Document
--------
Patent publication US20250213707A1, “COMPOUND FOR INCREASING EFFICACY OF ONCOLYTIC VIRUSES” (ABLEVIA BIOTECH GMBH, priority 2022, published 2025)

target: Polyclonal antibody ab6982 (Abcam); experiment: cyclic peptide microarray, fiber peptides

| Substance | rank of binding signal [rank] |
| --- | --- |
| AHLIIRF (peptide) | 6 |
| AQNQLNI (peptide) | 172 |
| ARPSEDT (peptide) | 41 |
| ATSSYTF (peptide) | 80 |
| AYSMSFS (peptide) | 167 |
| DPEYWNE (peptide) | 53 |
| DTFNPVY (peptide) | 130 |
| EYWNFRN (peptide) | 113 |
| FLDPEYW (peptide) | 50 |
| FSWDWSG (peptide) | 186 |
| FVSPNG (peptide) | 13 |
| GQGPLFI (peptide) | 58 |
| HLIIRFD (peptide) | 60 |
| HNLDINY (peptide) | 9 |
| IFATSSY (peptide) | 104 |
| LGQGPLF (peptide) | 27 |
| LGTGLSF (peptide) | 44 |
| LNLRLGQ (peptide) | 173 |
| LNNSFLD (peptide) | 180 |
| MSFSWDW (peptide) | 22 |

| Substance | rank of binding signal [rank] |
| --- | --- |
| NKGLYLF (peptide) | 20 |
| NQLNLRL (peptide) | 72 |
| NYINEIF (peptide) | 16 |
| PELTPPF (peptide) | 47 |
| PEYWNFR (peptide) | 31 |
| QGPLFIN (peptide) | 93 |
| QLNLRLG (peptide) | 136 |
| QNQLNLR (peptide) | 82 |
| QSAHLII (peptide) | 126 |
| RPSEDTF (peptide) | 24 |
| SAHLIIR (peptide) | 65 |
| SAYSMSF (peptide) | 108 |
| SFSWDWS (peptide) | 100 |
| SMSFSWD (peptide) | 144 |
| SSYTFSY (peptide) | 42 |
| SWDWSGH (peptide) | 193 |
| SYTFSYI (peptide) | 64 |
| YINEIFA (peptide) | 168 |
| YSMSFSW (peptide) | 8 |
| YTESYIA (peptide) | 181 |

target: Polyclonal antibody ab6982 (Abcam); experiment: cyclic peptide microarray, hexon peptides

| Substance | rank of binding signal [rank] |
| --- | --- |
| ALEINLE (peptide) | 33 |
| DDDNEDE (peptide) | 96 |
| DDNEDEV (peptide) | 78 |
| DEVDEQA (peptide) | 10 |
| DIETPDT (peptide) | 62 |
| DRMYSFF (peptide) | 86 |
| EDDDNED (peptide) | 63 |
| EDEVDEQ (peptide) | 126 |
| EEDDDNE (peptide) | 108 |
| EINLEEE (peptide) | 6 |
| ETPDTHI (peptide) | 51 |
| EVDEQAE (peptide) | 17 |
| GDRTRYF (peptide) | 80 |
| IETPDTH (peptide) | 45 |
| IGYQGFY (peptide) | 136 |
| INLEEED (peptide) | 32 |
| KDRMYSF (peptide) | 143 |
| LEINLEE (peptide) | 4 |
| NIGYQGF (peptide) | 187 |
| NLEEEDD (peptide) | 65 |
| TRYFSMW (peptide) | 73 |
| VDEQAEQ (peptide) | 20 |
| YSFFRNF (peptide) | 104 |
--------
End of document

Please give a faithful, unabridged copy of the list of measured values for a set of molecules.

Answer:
Patent publication US20250213707A1, “COMPOUND FOR INCREASING EFFICACY OF ONCOLYTIC VIRUSES” (ABLEVIA BIOTECH GMBH, priority 2022, published 2025)

target: Polyclonal antibody ab6982 (Abcam); experiment: cyclic peptide microarray, fiber peptides

| Substance | rank of binding signal [rank] |
| --- | --- |
| AHLIIRF (peptide) | 6 |
| AQNQLNI (peptide) | 172 |
| ARPSEDT (peptide) | 41 |
| ATSSYTF (peptide) | 80 |
| AYSMSFS (peptide) | 167 |
| DPEYWNE (peptide) | 53 |
| DTFNPVY (peptide) | 130 |
| EYWNFRN (peptide) | 113 |
| FLDPEYW (peptide) | 50 |
| FSWDWSG (peptide) | 186 |
| FVSPNG (peptide) | 13 |
| GQGPLFI (peptide) | 58 |
| HLIIRFD (peptide) | 60 |
| HNLDINY (peptide) | 9 |
| IFATSSY (peptide) | 104 |
| LGQGPLF (peptide) | 27 |
| LGTGLSF (peptide) | 44 |
| LNLRLGQ (peptide) | 173 |
| LNNSFLD (peptide) | 180 |
| MSFSWDW (peptide) | 22 |

| Substance | rank of binding signal [rank] |
| --- | --- |
| NKGLYLF (peptide) | 20 |
| NQLNLRL (peptide) | 72 |
| NYINEIF (peptide) | 16 |
| PELTPPF (peptide) | 47 |
| PEYWNFR (peptide) | 31 |
| QGPLFIN (peptide) | 93 |
| QLNLRLG (peptide) | 136 |
| QNQLNLR (peptide) | 82 |
| QSAHLII (peptide) | 126 |
| RPSEDTF (peptide) | 24 |
| SAHLIIR (peptide) | 65 |
| SAYSMSF (peptide) | 108 |
| SFSWDWS (peptide) | 100 |
| SMSFSWD (peptide) | 144 |
| SSYTFSY (peptide) | 42 |
| SWDWSGH (peptide) | 193 |
| SYTFSYI (peptide) | 64 |
| YINEIFA (peptide) | 168 |
| YSMSFSW (peptide) | 8 |
| YTESYIA (peptide) | 181 |

target: Polyclonal antibody ab6982 (Abcam); experiment: cyclic peptide microarray, hexon peptides

| Substance | rank of binding signal [rank] |
| --- | --- |
| ALEINLE (peptide) | 33 |
| DDDNEDE (peptide) | 96 |
| DDNEDEV (peptide) | 78 |
| DEVDEQA (peptide) | 10 |
| DIETPDT (peptide) | 62 |
| DRMYSFF (peptide) | 86 |
| EDDDNED (peptide) | 63 |
| EDEVDEQ (peptide) | 126 |
| EEDDDNE (peptide) | 108 |
| EINLEEE (peptide) | 6 |
| ETPDTHI (peptide) | 51 |
| EVDEQAE (peptide) | 17 |
| GDRTRYF (peptide) | 80 |
| IETPDTH (peptide) | 45 |
| IGYQGFY (peptide) | 136 |
| INLEEED (peptide) | 32 |
| KDRMYSF (peptide) | 143 |
| LEINLEE (peptide) | 4 |
| NIGYQGF (peptide) | 187 |
| NLEEEDD (peptide) | 65 |
| TRYFSMW (peptide) | 73 |
| VDEQAEQ (peptide) | 20 |
| YSFFRNF (peptide) | 104 |